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Here are some suggested organisations that offer expert advice on SN.

Parents of Children with an ASD diagnosis

(16 Posts)
FTMK Wed 07-Jan-15 10:50:48

Hi. Parent of a 9 wk old here. I know it sounds early but we are getting v little eye contact (although stares at walls, edges, patterns etc), no social smiles, no response to toys e.g. Following movement or turning to sounds. Doesn't turn to look at us when talking to him close up (in fact often turns away). He does hear as loud noises when he's asleep cause Moro reflex. He was 2 weeks early with a traumatic birth and a SCBU stay but he's definitely different to friends' babies of similar ages. There's a family history of ASD (high-functioning). I know its too early to diagnose or intervene (I work in SEN when not on mat leave) but wondered what signs people with diagnosed children had in the very early days. I think I'm pretty resigned to it already but a bit of me still hopes it might improve. He's so gorgeous but definitely not responding appropriately.

PolterGoose Wed 07-Jan-15 11:31:09

Message withdrawn at poster's request.

Frusso Wed 07-Jan-15 11:57:43

Message withdrawn at poster's request.

Ineedmorepatience Wed 07-Jan-15 12:21:59

Dd3 was terrified of loud noises and bright lights from a really young age, probably birth. She would only sleep when wrapped tightly in a blanket with at least 2 or 3 other blankets on top of her.

She would only take a bottle from me, she was bottle fed from birth but usually refused to take a bottle even from her Dad!

She would not tolerate anything other than milk in her mouth so when she had a reaction to her first injection it was impossible to get calpol into her, she screamed and writhed and vomitted it back sad

She is my third child and I knew from a very young age that she was different.

She now has dx's of Asd and Spd!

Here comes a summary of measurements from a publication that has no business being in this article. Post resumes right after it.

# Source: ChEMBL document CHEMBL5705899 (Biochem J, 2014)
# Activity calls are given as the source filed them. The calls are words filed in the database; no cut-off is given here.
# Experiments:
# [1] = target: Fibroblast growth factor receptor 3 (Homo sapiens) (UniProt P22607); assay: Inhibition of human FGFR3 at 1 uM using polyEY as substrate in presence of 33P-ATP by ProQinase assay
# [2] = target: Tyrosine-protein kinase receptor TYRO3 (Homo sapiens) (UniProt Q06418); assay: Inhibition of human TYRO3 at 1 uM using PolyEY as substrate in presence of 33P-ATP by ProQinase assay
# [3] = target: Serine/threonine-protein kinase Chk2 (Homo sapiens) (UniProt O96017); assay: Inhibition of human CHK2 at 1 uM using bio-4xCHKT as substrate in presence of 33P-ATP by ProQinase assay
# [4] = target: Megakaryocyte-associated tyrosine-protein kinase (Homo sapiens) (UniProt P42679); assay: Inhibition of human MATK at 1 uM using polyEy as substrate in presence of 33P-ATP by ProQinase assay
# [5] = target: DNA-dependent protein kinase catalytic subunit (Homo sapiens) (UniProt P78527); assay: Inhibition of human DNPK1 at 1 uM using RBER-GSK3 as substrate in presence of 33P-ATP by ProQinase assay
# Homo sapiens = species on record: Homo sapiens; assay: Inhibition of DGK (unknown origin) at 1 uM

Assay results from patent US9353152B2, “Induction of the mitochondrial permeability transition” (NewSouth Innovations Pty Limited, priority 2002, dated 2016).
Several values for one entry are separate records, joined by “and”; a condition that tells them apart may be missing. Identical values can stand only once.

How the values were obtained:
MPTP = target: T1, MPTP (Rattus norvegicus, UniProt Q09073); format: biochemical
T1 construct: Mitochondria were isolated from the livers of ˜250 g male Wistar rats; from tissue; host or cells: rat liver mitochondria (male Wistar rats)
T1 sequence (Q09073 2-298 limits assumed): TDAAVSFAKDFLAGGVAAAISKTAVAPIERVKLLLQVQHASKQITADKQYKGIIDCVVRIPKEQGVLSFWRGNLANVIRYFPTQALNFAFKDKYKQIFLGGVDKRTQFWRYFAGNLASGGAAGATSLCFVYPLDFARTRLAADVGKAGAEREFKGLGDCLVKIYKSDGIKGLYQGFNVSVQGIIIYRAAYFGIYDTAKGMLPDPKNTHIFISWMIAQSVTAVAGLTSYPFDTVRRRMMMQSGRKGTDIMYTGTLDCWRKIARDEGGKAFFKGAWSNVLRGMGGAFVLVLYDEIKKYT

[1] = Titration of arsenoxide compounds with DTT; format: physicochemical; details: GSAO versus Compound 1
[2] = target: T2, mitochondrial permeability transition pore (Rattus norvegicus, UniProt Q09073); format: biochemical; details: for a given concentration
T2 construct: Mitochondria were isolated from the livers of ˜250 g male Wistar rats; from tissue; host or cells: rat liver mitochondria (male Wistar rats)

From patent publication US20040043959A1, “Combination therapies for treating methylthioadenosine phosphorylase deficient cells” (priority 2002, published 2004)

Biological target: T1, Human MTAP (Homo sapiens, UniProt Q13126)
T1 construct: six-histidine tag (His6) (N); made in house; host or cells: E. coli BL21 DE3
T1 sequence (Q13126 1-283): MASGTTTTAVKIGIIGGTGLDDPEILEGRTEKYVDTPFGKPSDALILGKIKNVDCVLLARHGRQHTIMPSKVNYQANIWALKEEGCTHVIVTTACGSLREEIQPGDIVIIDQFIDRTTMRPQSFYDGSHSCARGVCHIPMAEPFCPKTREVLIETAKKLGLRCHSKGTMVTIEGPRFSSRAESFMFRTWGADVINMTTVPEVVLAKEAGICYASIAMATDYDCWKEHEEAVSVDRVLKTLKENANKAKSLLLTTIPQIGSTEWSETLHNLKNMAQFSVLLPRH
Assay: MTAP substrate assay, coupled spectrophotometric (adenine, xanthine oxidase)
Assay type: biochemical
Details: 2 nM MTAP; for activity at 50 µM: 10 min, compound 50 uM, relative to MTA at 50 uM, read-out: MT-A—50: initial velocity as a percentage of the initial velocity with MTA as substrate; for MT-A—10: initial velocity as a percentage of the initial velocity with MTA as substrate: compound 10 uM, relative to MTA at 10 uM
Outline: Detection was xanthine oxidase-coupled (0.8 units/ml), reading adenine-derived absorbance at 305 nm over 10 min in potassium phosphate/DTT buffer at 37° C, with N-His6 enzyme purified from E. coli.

I agree with polter If you feel there is something going on, you are probably right. Enjoy your time with him, you will know if you need to get him assessed.

FWIW, I think the HV will probably fob you off if you talk to her. Just remember he is your child and you know him best!

Good luck flowers

FTMK Wed 07-Jan-15 12:40:29

Thanks all. We had the 8 week check yesterday and I mentioned the lack of social smiling and eye contact to GP. He wasn't particularly concerned then but when I mentioned the lack of response to toy noises and sounds he was (e.g. Can drop a pan on the hard kitchen floor and get no response when he's awake). He tried clicking his fingers next to his ear and got no reaction. He was slightly more concerned then. He asked if I had the 3-4mth HV check booked in and said to come back after that if I was still concerned. I think I'm just more aware given my job and more importantly the family history. If it was just the smiling I'd put it down to early and traumatic birth plus reflux and generally being grumpy but it's the lack of response to sounds and toys that rings alarm bells. We are getting babbling and cooing. He sleeps well and is pretty chilled out (almost in his own little world...) Interesting to read everyone else's experiences! I am enjoying him but I'm aware of the need for early intervention and how slow services are. Not that any of that is for now - I'm just not that good at being patient and waiting and seeing!!!